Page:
Women in the military can experience many hardships throughout their time serving. While their work may be incredibly rewarding, some of the trauma that is experienced is carried with them long after their service is done. While there is no way to fully dispel these memories, there are many techniques that can be implemented to overcome them.
What Is PTSD?
Post-traumatic stress disorder (PTSD) is a disorder that occurs when an individual experiences an event that is shocking, dangerous, and/or raises high emotions. In these moments, people’s fight-or-flight response is overactivated. These memories create a neural pathway, warning them of the potential situation occurring in the future.
These warning signals can occur, even in safe settings, when the memory is triggered by something in an individual’s surrounding environment. Flashbacks to the traumatic event and feelings from that moment may arise and lead them into a state of shock. Because these “warning signals” are often not accurate, they create high levels of fear in everyday situations.
Signs and Symptoms
The signs and symptoms of PTSD often vary between individuals, as the experiences that inflicted this disorder can differ. Reviewing the most common signs, you can create an awareness and understanding of the effects of PTSD and reach out for help if you find you are encountering these symptoms. Symptoms can include:
- Flashbacks or feelings of reliving the event
- Negative thought patterns
- Feeling nervous or tense
- Increased heart rate
- Excessive sweating
- Lack of interest
- Feelings of numbness
- Difficulty sleeping
- Lack of concentration
Factors of PTSD for Military Women
As women in the military are likely to experience a sequence of traumatic events, some events may stick with you for longer and affect your emotions on a deeper level. Being aware of the potential risk factors for PTSD can help you avoid these situations in the future or cope with the situation in the moment.
Be aware of your vulnerabilities. If you have other psychological disorders, the potential for developing PTSD when a traumatic event occurs is increased. Having a severe reaction at the moment of the event can reinforce the emotions connected to the experience. Regulating your emotions in a moment of crisis can help mitigate this potential.
Women are also more likely to experience some form of sexual assault or abuse during this time, often leading to PTSD. When in the military, some situations are unavoidable. If you or a member of your team gets severely injured, there are often high levels of emotions, making way for these neural warning pathways to begin. It is important to understand that not all situations that initiate PTSD are avoidable, especially in military service.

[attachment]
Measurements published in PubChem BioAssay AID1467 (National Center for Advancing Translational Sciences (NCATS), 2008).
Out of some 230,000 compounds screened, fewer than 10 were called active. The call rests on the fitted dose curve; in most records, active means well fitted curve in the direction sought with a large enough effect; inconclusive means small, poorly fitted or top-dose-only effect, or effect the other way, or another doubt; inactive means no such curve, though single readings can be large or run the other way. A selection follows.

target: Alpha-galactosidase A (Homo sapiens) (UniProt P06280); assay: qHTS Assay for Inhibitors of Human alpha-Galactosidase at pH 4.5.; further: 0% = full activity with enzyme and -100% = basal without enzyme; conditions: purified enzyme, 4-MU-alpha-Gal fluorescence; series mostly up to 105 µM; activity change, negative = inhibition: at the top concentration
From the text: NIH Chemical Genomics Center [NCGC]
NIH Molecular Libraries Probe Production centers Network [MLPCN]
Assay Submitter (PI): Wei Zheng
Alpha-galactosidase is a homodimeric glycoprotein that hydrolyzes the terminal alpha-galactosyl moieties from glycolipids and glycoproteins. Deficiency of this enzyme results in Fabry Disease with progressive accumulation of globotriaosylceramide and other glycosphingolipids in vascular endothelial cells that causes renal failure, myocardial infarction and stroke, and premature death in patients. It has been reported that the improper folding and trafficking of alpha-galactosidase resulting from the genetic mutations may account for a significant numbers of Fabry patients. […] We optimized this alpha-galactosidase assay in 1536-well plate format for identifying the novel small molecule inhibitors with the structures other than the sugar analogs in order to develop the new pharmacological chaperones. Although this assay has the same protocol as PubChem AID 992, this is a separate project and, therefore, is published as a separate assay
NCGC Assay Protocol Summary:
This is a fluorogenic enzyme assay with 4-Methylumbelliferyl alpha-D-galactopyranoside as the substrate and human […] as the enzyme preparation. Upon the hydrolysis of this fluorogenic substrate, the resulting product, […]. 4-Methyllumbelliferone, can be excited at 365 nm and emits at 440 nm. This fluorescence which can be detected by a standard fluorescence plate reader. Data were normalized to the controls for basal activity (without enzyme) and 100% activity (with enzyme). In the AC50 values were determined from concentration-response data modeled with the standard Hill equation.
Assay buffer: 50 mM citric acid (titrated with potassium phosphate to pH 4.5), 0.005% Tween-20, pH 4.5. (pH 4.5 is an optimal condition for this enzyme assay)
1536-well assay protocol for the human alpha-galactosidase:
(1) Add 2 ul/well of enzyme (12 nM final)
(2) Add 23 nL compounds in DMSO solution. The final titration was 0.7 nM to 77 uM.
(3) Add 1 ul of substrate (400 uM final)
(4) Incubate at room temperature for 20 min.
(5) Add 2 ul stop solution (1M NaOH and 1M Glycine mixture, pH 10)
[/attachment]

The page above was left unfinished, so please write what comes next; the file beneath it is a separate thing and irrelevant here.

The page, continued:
There are many techniques that you can apply to overcome the effects of PTSD. Similar to any other psychological disorder, overcoming PTSD takes a great deal of patience.
Mindfulness is a grounding technique that can be used at nearly any time or place. Mindfulness takes practice to achieve and understand. It may take some time to feel comfortable relying on this technique, especially in social situations, but with practice, it can become incredibly useful. When you notice the symptoms of PTSD setting in, you can reach a state of mindfulness and calm your senses immediately.
Accept the Past
Many individuals with PTSD develop a strong feeling of regret, as they feel that they could have done something in the situation to stop the traumatic event from happening. It is important to accept the past as it is, as there is nothing that can be done to change the past now. Discussing these memories with a professional can allow you to talk through them, explain your viewpoints, and increase your acceptance of the past situation.
This will not necessarily make the symptoms of PTSD go away, but it can be used to help regulate the emotions that arise with the disorder. If you are struggling with a military event that left you feeling unsafe, work to ground your emotions and see that you are not in the same situation as you were at the time. Accepting the past for what it is and differentiating it from the present can help you separate yourself from these feelings of danger.
Ask for Support
Women often have a hard time coping after leaving the military. As there are many societal stereotypes towards women in the military that can leave them feeling mistreated or unrecognized for their service. Having a support system when you get home can help you avoid feeling this way and gives you a healthy environment to work on your coping skills. Asking for support from your surrounding loved ones can help you feel safe, communicate the symptoms that do arise, and handle the emotions from their root cause.
Post-traumatic stress disorder (PTSD) is a common psychological disorder that develops in those who serve in the military. This disorder occurs from experiencing traumatic events and developing symptoms of feeling they are reliving the trauma. While men often deal with PTDS as well, women are highly likely to develop PTSD when serving in the military. Being aware of the potential situations in which traumatic events can occur and developing the ability to recognize the signs and symptoms of PTSD can allow you to reach out for help immediately. Gaining emotional regulation skills is highly important with this disorder, as the memories of traumatic events often cause high emotions. There are many techniques you can implement to help overcome these side effects and keep yourself grounded. To learn more about overcoming military-related PTSD as a woman, reach out to Spero Recovery today at (303) 351-7888.